Our plan was to install one package of bees at my Aunt's house that day and install the other package the next day.
This is our first installation and I think it went pretty smoothly:
|Here we are preparing the hive for the bees. The beekeepers are my Aunt Patty (yellow boots), Don (good family friend who has made a one year commitment to beekeeping, he won't make any promises after that) and myself. I dress very meticulously before working with the bees, I've already mentioned my goal of 5 stings or less so proper wardrobe management is essential!!|
You'll notice our package of bees has an opening at the top plugged with an aluminum can. The can is filled with sugar syrup which nourished the bees on their long truck ride from California to Illinois. I am spraying the bees with a sugar syrup mixture which wets them down a bit so they are less likely to fly out of the hive as we're dumping them in. The Queen is also in the package but in her own separate little cage, it is very important you take the Queen out of the package before dumping the bees in, remember that, we don't want to give the Queen a concussion. I sprayed these bees pretty good, and I'm confident they approved of my sugar syrup recipe, one of my culinary successes!
As you can see in this shot, the hive is ready for the bees, and I'm still dousing them with sugar syrup (probably a little overkill at this point, you notice Patty and Don
Here's the Queen in her cage. The picture is sideways and my two attempts to fix that were unsuccessful so just tilt your head as far to the right as you possibly can... there, is that better? So there she is, our amazing Queen who will increase this hive population from a mere 9,000 bees to approximately 60,000 in just a few short months. Man, will she be busy! She has already gone on her one and only nuptial flight and mated with a bunch of drones (that's what male bees are called and incidentally all they are good for is mating with the Queen, seriously. I'm not making that up) so she has all the "supplies" she needs stored up in that little bee body of hers to produce at least a few years worth of colonies. Some beekeepers re-Queen each year and some also mark their Queens so they know how old they are. There is a universal marking system with a different color you use each year to keep track. We left our Queen un-marked and I think we'll keep her around as long as she's productive. No sense in de-throning the Queen when she's getting the job done! But the minute she starts laying erratic brood patterns, she's gettin' the boot (or finger squash, rather). You can see Patty in the background, dumping the bees.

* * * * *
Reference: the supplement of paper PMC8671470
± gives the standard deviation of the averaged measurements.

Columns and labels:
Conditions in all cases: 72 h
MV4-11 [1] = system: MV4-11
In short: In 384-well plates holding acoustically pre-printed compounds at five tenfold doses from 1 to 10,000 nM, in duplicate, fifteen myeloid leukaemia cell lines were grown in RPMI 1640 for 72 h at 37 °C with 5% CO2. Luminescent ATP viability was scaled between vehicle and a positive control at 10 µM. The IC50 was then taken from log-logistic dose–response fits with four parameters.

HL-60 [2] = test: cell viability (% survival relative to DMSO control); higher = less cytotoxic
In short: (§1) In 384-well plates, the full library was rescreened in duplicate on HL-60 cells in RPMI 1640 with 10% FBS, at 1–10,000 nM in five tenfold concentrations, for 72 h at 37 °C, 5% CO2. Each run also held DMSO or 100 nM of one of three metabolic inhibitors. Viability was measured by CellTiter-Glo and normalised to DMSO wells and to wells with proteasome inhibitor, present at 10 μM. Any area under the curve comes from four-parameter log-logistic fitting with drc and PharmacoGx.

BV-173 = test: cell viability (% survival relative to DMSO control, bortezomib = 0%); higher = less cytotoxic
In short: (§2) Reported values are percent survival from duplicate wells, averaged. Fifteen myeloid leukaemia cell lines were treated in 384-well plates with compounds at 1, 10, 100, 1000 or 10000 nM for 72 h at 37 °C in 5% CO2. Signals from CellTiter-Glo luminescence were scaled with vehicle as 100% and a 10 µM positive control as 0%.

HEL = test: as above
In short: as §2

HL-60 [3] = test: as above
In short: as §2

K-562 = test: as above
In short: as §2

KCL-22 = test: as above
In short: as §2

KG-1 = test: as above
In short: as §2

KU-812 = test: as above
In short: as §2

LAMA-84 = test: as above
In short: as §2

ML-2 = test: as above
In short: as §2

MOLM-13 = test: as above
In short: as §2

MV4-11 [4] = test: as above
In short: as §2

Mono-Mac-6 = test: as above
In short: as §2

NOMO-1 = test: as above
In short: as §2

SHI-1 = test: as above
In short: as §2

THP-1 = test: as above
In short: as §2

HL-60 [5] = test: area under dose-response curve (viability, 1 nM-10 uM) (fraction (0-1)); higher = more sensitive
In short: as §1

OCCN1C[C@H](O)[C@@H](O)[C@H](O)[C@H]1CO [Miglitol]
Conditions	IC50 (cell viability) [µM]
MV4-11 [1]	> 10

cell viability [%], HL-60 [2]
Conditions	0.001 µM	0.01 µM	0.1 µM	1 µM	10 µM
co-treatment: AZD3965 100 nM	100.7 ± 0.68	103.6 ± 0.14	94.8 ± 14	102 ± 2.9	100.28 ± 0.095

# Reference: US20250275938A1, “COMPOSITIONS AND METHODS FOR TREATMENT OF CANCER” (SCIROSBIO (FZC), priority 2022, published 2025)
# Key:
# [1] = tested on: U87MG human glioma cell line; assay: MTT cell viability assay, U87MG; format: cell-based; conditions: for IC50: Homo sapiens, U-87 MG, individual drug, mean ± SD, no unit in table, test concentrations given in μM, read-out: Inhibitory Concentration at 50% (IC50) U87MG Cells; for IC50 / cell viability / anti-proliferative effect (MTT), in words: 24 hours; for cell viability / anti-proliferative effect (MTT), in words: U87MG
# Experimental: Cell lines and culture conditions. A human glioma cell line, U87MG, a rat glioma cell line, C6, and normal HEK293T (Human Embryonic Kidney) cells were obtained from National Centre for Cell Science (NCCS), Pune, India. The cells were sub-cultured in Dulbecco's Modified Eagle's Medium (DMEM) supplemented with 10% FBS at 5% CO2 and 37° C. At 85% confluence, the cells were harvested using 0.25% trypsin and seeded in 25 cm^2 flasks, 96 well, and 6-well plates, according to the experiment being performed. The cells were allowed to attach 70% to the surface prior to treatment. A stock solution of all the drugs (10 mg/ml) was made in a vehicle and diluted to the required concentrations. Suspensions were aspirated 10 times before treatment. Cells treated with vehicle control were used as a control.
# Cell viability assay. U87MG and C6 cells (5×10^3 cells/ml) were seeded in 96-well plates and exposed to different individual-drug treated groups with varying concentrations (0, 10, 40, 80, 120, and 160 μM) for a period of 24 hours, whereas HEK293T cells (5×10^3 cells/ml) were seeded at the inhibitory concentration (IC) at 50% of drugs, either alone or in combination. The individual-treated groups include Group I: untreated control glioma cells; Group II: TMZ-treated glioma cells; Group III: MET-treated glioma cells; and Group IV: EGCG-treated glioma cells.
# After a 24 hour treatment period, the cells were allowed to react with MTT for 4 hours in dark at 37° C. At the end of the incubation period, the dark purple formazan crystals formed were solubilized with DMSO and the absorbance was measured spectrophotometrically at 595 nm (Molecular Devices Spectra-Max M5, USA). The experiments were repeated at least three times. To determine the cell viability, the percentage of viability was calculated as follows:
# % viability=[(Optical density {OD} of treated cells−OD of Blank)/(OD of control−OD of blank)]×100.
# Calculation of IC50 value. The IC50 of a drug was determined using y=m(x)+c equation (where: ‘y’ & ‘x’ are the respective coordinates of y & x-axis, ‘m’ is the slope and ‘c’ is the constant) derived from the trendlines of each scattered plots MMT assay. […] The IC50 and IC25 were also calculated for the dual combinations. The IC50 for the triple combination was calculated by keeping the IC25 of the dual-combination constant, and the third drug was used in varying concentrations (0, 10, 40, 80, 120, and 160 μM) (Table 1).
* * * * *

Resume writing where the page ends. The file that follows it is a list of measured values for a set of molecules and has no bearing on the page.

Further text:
Here you can see our package is almost empty. The bees are content in the hive, and yet I continue to spray them with sugar syrup, excessively. Totally not necessary. But come on, I'm a newbie, or how about "newbee"?? Ha ha! Get it?? Not funny?? Okay. Well now it's time to put the Queen in. There is a small piece of cork at the top of the Queen cage that was removed and I jammed a little piece of marshmallow in the hole to keep her in the cage for a bit longer. This is the "lets get acquainted" period for everyone- the Queen cage is hooked on to one of the frames and put into the hive along with all the worker bees (who are sufficiently drenched at this point, possibly near drowning even) and the worker bees will now take the next few hours/days eating their way through the marshmallow to release the Queen. As the worker bees work at releasing their Queen, they become familiar with the pheromones she gives off, accept her as Queen Bee and begin to distinguish their own true dasein (Bob, that was for you, honey love. Was that the correct use of the term?? ) this is the beginning of the colony - social order in it's most natural and articulate form will soon be observed over the next few days/months, and it's friggin awesome. I just got chills.
Package 1 installation- SUCCESS!